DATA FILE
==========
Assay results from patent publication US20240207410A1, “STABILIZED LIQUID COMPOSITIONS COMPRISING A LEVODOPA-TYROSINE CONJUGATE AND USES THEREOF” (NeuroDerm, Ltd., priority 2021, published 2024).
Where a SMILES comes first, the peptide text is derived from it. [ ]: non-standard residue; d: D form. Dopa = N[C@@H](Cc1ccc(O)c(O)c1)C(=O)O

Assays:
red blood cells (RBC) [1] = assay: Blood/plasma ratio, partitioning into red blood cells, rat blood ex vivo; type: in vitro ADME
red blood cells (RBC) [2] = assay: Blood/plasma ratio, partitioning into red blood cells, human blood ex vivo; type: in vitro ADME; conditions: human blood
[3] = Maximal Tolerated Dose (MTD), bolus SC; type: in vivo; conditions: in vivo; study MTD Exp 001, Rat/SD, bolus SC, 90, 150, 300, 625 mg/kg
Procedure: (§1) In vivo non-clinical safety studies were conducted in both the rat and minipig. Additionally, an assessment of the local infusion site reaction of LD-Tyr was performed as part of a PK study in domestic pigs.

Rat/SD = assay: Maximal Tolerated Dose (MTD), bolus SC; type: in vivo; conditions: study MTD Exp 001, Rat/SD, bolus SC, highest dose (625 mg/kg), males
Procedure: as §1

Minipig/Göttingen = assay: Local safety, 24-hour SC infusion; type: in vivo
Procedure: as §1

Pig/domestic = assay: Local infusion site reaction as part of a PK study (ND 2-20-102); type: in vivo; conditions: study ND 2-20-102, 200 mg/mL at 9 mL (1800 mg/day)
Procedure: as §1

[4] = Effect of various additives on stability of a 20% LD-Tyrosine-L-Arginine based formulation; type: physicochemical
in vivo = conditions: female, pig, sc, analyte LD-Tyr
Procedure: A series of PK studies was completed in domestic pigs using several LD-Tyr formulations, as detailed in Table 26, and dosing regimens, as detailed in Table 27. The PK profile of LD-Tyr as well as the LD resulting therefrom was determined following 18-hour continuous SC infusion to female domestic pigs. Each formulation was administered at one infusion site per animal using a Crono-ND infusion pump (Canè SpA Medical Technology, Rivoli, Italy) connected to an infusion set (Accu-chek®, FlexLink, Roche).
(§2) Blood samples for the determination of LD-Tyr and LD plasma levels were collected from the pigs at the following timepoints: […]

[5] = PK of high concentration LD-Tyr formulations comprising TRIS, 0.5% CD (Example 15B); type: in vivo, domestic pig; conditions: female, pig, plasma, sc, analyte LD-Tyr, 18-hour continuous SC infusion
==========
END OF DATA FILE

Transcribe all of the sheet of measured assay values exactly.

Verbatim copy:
Assay results from patent publication US20240207410A1, “STABILIZED LIQUID COMPOSITIONS COMPRISING A LEVODOPA-TYROSINE CONJUGATE AND USES THEREOF” (NeuroDerm, Ltd., priority 2021, published 2024).
Where a SMILES comes first, the peptide text is derived from it. [ ]: non-standard residue; d: D form. Dopa = N[C@@H](Cc1ccc(O)c(O)c1)C(=O)O

Assays:
red blood cells (RBC) [1] = assay: Blood/plasma ratio, partitioning into red blood cells, rat blood ex vivo; type: in vitro ADME
red blood cells (RBC) [2] = assay: Blood/plasma ratio, partitioning into red blood cells, human blood ex vivo; type: in vitro ADME; conditions: human blood
[3] = Maximal Tolerated Dose (MTD), bolus SC; type: in vivo; conditions: in vivo; study MTD Exp 001, Rat/SD, bolus SC, 90, 150, 300, 625 mg/kg
Procedure: (§1) In vivo non-clinical safety studies were conducted in both the rat and minipig. Additionally, an assessment of the local infusion site reaction of LD-Tyr was performed as part of a PK study in domestic pigs.

Rat/SD = assay: Maximal Tolerated Dose (MTD), bolus SC; type: in vivo; conditions: study MTD Exp 001, Rat/SD, bolus SC, highest dose (625 mg/kg), males
Procedure: as §1

Minipig/Göttingen = assay: Local safety, 24-hour SC infusion; type: in vivo
Procedure: as §1

Pig/domestic = assay: Local infusion site reaction as part of a PK study (ND 2-20-102); type: in vivo; conditions: study ND 2-20-102, 200 mg/mL at 9 mL (1800 mg/day)
Procedure: as §1

[4] = Effect of various additives on stability of a 20% LD-Tyrosine-L-Arginine based formulation; type: physicochemical
in vivo = conditions: female, pig, sc, analyte LD-Tyr
Procedure: A series of PK studies was completed in domestic pigs using several LD-Tyr formulations, as detailed in Table 26, and dosing regimens, as detailed in Table 27. The PK profile of LD-Tyr as well as the LD resulting therefrom was determined following 18-hour continuous SC infusion to female domestic pigs. Each formulation was administered at one infusion site per animal using a Crono-ND infusion pump (Canè SpA Medical Technology, Rivoli, Italy) connected to an infusion set (Accu-chek®, FlexLink, Roche).
(§2) Blood samples for the determination of LD-Tyr and LD plasma levels were collected from the pigs at the following timepoints: […]

[5] = PK of high concentration LD-Tyr formulations comprising TRIS, 0.5% CD (Example 15B); type: in vivo, domestic pig; conditions: female, pig, plasma, sc, analyte LD-Tyr, 18-hour continuous SC infusion